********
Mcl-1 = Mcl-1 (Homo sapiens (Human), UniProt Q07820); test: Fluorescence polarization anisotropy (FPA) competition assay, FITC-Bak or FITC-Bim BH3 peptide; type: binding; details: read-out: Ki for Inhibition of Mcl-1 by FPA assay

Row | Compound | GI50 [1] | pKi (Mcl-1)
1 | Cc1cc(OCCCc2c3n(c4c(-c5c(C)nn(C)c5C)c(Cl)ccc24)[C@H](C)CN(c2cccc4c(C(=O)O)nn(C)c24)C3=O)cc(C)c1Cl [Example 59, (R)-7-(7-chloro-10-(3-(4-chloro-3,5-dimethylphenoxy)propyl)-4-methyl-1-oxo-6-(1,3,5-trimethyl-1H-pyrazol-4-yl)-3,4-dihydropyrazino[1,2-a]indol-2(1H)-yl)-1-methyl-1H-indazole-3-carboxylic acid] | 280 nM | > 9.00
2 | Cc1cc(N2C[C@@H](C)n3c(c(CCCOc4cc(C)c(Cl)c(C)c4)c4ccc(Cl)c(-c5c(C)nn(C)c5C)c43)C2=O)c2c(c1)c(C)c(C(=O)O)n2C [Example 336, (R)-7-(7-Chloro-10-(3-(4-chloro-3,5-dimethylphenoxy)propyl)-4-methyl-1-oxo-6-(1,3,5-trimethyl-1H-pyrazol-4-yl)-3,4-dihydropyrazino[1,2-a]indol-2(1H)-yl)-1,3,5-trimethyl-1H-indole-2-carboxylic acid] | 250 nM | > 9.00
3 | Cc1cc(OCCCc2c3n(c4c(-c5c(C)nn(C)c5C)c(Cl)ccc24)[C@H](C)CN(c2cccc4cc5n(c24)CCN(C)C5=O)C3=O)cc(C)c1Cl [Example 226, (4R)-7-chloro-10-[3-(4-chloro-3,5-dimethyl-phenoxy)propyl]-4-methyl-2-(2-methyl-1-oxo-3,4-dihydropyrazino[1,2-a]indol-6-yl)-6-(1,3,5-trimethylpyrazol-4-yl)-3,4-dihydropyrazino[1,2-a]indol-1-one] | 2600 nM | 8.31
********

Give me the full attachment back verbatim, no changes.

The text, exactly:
Mcl-1 = Mcl-1 (Homo sapiens (Human), UniProt Q07820); test: Fluorescence polarization anisotropy (FPA) competition assay, FITC-Bak or FITC-Bim BH3 peptide; type: binding; details: read-out: Ki for Inhibition of Mcl-1 by FPA assay

Row | Compound | GI50 [1] | pKi (Mcl-1)
1 | Cc1cc(OCCCc2c3n(c4c(-c5c(C)nn(C)c5C)c(Cl)ccc24)[C@H](C)CN(c2cccc4c(C(=O)O)nn(C)c24)C3=O)cc(C)c1Cl [Example 59, (R)-7-(7-chloro-10-(3-(4-chloro-3,5-dimethylphenoxy)propyl)-4-methyl-1-oxo-6-(1,3,5-trimethyl-1H-pyrazol-4-yl)-3,4-dihydropyrazino[1,2-a]indol-2(1H)-yl)-1-methyl-1H-indazole-3-carboxylic acid] | 280 nM | > 9.00
2 | Cc1cc(N2C[C@@H](C)n3c(c(CCCOc4cc(C)c(Cl)c(C)c4)c4ccc(Cl)c(-c5c(C)nn(C)c5C)c43)C2=O)c2c(c1)c(C)c(C(=O)O)n2C [Example 336, (R)-7-(7-Chloro-10-(3-(4-chloro-3,5-dimethylphenoxy)propyl)-4-methyl-1-oxo-6-(1,3,5-trimethyl-1H-pyrazol-4-yl)-3,4-dihydropyrazino[1,2-a]indol-2(1H)-yl)-1,3,5-trimethyl-1H-indole-2-carboxylic acid] | 250 nM | > 9.00
3 | Cc1cc(OCCCc2c3n(c4c(-c5c(C)nn(C)c5C)c(Cl)ccc24)[C@H](C)CN(c2cccc4cc5n(c24)CCN(C)C5=O)C3=O)cc(C)c1Cl [Example 226, (4R)-7-chloro-10-[3-(4-chloro-3,5-dimethyl-phenoxy)propyl]-4-methyl-2-(2-methyl-1-oxo-3,4-dihydropyrazino[1,2-a]indol-6-yl)-6-(1,3,5-trimethylpyrazol-4-yl)-3,4-dihydropyrazino[1,2-a]indol-1-one] | 2600 nM | 8.31